In 2004, the Prime Minister set up the Women and Work Commission to conduct an independent review to examine the causes of the gender pay gap. The Commission looked at the range of published research and other evidence on this issue, and produced a report in February 2006 containing 40 recommendations to tackle the gender pay gap. The Government accepted, or partially accepted, all but one of the recommendations aimed at Government and we are making good progress in implementing them.

Closing the pay gap between men and women is a key priority for the Government, as I made clear in my statement to Parliament on Priorities for the Ministers for Women. Closing the pay gap is now one of the indicators in the new Equalities Public Service Agreement.

Government Equalities Office

Jo Swinson: To ask the Minister for Women what estimate she has made of the proportion of the work of the Government Equalities Office on gender discrimination which concerns discrimination against men. [165769]

Barbara Follett: Only a small proportion of the work of the Government Equalities Office focuses specifically on discrimination against men, because in tackling those inequalities that persist in society, women are still affected more than men as can be seen in areas such as the pay gap and levels of domestic and sexual violence, which I have highlighted as priority areas for action.

However the office's work on sex discrimination legislation, applies equally to women and men, and the introduction of the Gender Equality Duty earlier this year will ensure that all public authorities take account of the different needs of women and men in developing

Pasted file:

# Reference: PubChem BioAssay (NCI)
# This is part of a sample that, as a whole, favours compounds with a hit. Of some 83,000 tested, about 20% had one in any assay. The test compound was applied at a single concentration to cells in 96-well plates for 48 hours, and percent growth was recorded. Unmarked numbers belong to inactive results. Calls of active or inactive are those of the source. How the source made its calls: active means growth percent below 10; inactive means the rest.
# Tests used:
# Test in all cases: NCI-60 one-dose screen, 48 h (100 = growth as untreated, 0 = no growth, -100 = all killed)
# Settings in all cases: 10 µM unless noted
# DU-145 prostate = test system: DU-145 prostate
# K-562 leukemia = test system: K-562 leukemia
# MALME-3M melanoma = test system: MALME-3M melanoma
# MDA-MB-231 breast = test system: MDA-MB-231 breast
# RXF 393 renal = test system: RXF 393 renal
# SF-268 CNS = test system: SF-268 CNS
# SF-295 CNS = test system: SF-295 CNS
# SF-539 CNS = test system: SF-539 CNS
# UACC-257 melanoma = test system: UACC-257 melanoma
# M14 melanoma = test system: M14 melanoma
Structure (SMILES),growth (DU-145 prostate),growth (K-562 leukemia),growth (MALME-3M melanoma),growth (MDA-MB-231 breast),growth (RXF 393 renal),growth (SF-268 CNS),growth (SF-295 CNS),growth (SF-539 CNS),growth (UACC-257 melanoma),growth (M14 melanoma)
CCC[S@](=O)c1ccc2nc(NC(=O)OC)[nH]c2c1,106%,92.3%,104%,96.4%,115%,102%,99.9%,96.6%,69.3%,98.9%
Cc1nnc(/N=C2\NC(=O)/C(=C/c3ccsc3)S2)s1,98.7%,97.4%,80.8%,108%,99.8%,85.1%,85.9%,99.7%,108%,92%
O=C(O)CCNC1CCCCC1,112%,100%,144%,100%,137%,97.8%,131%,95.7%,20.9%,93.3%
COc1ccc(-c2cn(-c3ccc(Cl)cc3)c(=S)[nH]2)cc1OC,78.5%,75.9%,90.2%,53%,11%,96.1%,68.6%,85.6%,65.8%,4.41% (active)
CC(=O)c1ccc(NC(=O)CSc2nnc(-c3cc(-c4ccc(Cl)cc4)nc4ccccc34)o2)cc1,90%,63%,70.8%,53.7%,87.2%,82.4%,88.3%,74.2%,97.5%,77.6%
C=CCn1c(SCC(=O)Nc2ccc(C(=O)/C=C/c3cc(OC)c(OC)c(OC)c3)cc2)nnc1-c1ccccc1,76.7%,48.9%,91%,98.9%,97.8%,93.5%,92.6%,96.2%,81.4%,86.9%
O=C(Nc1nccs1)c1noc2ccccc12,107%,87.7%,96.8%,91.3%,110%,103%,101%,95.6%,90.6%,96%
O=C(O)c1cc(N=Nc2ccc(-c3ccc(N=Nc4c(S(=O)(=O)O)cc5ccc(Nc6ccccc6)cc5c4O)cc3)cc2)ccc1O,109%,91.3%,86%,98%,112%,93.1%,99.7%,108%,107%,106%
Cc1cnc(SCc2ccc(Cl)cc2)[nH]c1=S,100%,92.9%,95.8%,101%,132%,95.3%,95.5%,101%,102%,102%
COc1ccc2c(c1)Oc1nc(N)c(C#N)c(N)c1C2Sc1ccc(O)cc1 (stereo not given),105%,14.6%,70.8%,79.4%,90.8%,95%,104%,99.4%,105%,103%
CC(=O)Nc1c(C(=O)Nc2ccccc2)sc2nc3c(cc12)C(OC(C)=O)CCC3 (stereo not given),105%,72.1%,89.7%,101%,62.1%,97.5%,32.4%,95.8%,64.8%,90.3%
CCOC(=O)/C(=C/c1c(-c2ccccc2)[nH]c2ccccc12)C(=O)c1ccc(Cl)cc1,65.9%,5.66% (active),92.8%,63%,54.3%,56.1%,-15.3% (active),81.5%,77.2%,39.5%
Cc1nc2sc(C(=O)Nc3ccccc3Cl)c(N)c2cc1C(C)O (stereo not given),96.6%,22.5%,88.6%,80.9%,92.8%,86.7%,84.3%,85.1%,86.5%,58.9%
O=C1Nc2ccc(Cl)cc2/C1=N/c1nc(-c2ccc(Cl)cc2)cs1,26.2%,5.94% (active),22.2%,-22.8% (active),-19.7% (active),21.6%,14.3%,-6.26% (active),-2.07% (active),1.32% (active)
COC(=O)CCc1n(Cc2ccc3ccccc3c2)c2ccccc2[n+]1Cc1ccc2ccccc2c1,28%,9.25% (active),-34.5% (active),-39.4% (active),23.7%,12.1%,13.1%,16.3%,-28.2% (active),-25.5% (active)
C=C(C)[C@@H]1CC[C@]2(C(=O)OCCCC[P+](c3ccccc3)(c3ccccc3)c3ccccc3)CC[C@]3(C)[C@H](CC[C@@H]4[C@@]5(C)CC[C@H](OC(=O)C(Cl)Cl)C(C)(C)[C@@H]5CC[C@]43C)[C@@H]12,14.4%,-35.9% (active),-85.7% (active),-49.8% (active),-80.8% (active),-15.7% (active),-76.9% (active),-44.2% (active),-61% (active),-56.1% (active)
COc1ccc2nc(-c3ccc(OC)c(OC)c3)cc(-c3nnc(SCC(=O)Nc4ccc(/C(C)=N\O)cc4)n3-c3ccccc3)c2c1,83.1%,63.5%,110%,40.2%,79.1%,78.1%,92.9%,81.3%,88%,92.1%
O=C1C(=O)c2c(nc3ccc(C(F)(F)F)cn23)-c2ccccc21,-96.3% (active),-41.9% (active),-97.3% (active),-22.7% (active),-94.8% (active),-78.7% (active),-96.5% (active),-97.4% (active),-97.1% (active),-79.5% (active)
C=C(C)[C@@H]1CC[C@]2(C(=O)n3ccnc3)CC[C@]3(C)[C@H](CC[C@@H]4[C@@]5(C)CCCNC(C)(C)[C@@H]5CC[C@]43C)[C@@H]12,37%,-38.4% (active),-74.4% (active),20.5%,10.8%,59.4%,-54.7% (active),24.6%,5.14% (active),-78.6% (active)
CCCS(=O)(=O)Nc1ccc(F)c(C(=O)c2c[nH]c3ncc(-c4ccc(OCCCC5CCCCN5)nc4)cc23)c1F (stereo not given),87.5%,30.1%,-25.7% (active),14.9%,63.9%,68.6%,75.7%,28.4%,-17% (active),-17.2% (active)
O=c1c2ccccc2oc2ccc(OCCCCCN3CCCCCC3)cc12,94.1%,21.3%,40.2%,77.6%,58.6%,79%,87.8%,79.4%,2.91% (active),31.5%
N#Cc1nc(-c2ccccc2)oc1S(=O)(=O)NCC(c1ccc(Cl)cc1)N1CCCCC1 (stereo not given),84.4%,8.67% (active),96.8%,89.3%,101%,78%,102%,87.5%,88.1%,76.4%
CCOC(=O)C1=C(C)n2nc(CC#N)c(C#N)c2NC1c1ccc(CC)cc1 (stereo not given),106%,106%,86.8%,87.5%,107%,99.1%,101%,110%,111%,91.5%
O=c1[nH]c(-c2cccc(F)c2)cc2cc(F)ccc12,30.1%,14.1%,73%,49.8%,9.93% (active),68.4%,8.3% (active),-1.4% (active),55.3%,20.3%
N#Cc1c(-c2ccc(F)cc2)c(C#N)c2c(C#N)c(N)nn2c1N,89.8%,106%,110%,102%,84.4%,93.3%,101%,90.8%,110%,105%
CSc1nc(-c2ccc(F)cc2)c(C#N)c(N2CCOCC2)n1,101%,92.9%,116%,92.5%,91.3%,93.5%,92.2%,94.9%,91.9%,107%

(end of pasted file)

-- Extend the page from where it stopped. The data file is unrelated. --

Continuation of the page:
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policy and in service provision. Work within the office towards a Single Equalities Act, aims to create a clearer and more streamlined discrimination legislative framework which produces better outcomes for those who currently experience disadvantage, irrespective of sex.

It is therefore not possible to make a specific percentage estimate of time spent addressing discrimination against men. But understanding more about the inequalities and discrimination facing men is important to achieving gender equality and for that reason, Ministers for Women are hosting a round table in December on this subject, to raise awareness of, and gain a better understanding of the specific challenges and barriers facing men. The event will inform thinking on ways that both sexes, working together, can improve the balance of work and family life to, and to better understand attitudes towards sexual exploitation and violence.

Prostitution: Foreign Workers

Jo Swinson: To ask the Minister for Women what estimate she has made of the proportion of non-British sex workers who have been (a) trafficked and (b) subject to coercion. [165770]

[Official Report, 18 December 2007, Vol. 469, c. 2MC.]

Barbara Follett: Ten years ago 85 per cent. of women in brothels were UK citizens now 85 per cent. are from outside the UK. Estimates suggest that at any one time in 2003 there were approximately 4,000 victims of trafficking for prostitution in the UK.

No research has been undertaken which would provide evidence or provide a basis for estimates on the proportion of non-British sex workers who have been (a) trafficked and (b) subject to coercion.

Leader of the House

Consultants: Contracts